When a testator’s estate inherits assets long after death, are those assets distributed according to the Will?

Get Legal Help Today

 Secured with SHA-256 Encryption

When a testator’s estate inherits assets long after death, are those assets distributed according to the Will?

Even though testator had children, his Will directs that any residuary left after paying debts goes to his 2 sisters and his mother and omits any reference to his children. When he died he had no assets (had lived with and was supported by his sisters). When his mother died, his estate inherited a portion of her estate. Is the inheritance distributed according to the Will? Does it go only to the living sister or does it go to the estate of the deceased sister also?

Asked on August 23, 2012 under Estate Planning, District of Columbia

Answers:

M.T.G., Member, New York Bar / FreeAdvice Contributing Attorney

Answered 8 years ago | Contributor

I am so sorry for your losses.  You need to seek help from an attorney in your area to help you sort through the matter.  You need to understand, though, that two things will govern here: first, did his Mother die with a will or intestate; and two, what the Will or intestacy statute states as to pre-deceased children.  The "testator's" estate, as you call it, may not be entitled to "inherit" since he pre deceased the Mother.  It can get very complicated and one needs to sit down and look at all the documents and laws to figure it out.  Good luck.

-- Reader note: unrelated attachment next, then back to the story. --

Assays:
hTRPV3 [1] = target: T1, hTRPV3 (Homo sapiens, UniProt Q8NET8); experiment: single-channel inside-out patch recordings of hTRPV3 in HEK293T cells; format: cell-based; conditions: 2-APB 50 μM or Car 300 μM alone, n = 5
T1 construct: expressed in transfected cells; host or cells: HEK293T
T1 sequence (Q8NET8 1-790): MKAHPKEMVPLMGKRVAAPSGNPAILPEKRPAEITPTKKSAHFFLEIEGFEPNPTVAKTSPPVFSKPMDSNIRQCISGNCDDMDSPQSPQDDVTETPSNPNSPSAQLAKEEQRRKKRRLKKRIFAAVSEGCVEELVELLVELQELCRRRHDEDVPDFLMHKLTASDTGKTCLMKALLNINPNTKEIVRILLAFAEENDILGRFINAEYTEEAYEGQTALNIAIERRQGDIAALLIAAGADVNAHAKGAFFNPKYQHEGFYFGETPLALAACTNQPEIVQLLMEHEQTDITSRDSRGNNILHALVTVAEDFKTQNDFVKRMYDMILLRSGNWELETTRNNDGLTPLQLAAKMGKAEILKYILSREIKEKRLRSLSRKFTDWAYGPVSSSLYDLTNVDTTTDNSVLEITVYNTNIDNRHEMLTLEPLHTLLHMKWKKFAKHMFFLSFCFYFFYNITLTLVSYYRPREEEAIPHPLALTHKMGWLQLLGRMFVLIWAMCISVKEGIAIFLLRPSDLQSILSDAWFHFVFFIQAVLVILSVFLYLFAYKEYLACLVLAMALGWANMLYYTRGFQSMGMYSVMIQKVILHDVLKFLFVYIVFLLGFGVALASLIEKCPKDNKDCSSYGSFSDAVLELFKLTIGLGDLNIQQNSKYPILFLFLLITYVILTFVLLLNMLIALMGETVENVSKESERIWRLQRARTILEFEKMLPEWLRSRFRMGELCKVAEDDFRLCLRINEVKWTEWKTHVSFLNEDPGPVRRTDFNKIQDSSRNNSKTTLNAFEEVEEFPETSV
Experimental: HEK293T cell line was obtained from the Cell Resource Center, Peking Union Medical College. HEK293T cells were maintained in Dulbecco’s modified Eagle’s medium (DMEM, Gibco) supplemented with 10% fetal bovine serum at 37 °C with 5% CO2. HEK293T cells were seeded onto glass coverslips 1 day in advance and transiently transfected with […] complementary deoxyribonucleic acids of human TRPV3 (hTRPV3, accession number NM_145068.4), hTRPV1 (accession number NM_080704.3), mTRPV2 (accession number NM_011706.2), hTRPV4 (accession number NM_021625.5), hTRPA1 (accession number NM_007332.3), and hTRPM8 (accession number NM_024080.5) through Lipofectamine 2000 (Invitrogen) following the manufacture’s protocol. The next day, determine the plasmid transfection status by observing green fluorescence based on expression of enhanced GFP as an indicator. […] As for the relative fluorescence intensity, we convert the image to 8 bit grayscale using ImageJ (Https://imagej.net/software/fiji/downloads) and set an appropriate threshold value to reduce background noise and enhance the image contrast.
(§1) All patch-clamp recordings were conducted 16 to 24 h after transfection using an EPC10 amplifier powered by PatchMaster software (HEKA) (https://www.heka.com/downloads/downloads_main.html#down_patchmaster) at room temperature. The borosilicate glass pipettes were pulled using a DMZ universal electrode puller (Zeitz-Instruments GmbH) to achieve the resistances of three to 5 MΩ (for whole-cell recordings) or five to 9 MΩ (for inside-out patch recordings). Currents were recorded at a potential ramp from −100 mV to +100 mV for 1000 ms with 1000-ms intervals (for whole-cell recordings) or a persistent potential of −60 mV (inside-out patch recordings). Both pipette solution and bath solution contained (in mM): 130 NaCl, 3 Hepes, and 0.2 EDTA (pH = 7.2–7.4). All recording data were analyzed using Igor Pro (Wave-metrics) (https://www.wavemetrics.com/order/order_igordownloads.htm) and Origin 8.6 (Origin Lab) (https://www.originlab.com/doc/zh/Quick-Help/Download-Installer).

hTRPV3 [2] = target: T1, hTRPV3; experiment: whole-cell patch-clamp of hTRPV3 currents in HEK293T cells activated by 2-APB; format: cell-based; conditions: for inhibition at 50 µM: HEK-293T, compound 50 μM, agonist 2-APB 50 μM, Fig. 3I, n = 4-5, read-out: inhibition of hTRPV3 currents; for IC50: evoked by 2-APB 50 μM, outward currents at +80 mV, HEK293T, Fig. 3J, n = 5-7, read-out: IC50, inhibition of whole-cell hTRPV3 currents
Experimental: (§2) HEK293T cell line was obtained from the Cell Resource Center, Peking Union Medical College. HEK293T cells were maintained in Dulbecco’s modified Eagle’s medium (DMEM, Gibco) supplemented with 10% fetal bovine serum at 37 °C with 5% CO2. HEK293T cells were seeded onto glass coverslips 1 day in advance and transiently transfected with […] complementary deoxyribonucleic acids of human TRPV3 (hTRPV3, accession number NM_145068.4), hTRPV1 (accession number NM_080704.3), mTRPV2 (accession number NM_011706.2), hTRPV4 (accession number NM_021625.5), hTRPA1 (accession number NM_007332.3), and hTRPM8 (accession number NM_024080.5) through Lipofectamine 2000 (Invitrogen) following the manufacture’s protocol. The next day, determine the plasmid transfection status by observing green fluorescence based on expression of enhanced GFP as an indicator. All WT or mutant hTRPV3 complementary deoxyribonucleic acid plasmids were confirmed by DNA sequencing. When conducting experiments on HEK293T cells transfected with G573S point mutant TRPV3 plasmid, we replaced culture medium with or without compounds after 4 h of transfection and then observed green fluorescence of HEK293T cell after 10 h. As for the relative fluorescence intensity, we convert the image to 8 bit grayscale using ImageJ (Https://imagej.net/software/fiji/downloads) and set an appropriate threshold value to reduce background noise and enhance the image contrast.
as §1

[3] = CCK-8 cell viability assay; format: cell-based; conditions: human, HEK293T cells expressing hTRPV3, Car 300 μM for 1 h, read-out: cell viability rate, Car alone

IMPORTANT NOTICE: The Answer(s) provided above are for general information only. The attorney providing the answer was not serving as the attorney for the person submitting the question or in any attorney-client relationship with such person. Laws may vary from state to state, and sometimes change. Tiny variations in the facts, or a fact not set forth in a question, often can change a legal outcome or an attorney's conclusion. Although AttorneyPages.com has verified the attorney was admitted to practice law in at least one jurisdiction, he or she may not be authorized to practice law in the jurisdiction referred to in the question, nor is he or she necessarily experienced in the area of the law involved. Unlike the information in the Answer(s) above, upon which you should NOT rely, for personal advice you can rely upon we suggest you retain an attorney to represent you.

Get Legal Help Today

Find the right lawyer for your legal issue.

 Secured with SHA-256 Encryption